- Norming. This one is the stage at which people start to work in a more or less efficient manner. If you survived the storming stage, then you are up for some productive work from here on. It’s the transition to the quiet period of your collaboration.
- Performing. It is where your team works together as a real, disciplined and self-organized entity. They will help each other and perform to show the best of their abilities with the intention to produce the desired outcome.
- Adjourning. This is sometimes the saddest stage because it is when the team finishes the project and no longer needs to exist. Thank all of your colleagues for the hard work and excellent performance they have shown and wish them good luck in their future careers. If you’re lucky enough, they will do the same for you.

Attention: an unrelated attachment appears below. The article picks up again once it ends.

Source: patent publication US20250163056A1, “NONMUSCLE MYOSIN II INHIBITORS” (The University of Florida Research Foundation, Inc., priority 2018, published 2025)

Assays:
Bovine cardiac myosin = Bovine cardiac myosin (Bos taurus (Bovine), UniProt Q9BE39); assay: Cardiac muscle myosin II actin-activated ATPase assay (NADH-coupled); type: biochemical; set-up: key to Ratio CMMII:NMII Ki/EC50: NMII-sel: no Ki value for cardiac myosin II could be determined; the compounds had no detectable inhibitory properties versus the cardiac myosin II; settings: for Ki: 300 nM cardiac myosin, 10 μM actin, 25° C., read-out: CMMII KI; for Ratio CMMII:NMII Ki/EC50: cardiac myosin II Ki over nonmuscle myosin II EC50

5. Powerful Leadership Is Essential
Although most development teams work in a more or less liberal way these days, a leader still plays a major role in the functioning of the application development organizational structure. Choose a proper leadership style that assists you in managing software teams effectively depending on your experience in team management, personality and the subordinates’ traits of character.
There exists a wide variety of leadership styles that fit different kinds of teams and organizations. Of course, it also depends on your personality, but you might want to adjust your personal view on leadership and collaboration to address the differences in an application development team structure.